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What I Learned from Years of High Functioning Depression, Anxiety, and Low Self-Esteem

Ever wondered how depression feels like?

It feels like being afraid of heights and having to live at the top floor of a skyscraper.

It also feels like the building is on fire. Burning from the inside out, slowly consuming floor by floor until it reaches you.

It feels as if your only choices are to either jump or accept that you are going to burn. Either way, you’re pretty much out of control.

That’s how I felt for years and years; so long, actually, that it became my own emotional baseline, so I understand quite well the difference between the burning pain of suffering deeply and the general apathy and hopelessness of depression. The emptiness. The lack of interest, joy, passion. I understand the despair, the loneliness, the reluctance to discuss about it all, the very fatiguing job of hiding it all behind a smile, or an “I’m fine” delivered in the worst way possible.

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This Thing We Call “Failure”

“It is impossible to live without failing at something, unless you live so cautiously that you might as well not have lived at all – in which case, you fail by default.”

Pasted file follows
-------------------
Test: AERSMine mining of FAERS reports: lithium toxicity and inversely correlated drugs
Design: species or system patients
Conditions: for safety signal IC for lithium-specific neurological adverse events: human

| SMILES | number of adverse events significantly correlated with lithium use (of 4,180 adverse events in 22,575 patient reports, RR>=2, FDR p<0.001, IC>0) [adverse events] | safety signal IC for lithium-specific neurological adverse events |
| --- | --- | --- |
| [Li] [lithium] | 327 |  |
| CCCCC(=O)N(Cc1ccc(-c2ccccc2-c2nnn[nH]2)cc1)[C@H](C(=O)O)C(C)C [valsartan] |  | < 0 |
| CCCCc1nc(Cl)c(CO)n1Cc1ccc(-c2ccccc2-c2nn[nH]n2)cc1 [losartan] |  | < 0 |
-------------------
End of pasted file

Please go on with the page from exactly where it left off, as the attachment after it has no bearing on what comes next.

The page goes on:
J.K. Rowling

Ever felt like a failure? Odds are that you did. Maybe you still do. I know I did. I know there were days when I didn’t want to wake up, I didn’t want to confront reality, to fight for what I wanted.

I used to spend a lot of time imagining the future, I used to do everything I could to avoid doing what has always been most important to me: writing.

Because I was afraid I’d fail. I was afraid that things would never be as beautiful as they were inside my head. I was afraid of rejection, I was afraid that the day will come when I will know for sure that I’ll never be who I always dreamed of being. That I’ll never be who I’ve always wanted to be.

And so time passed. Nothing much happened.

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I Wasted My Twenties By Being Successful Too Soon, Too Fast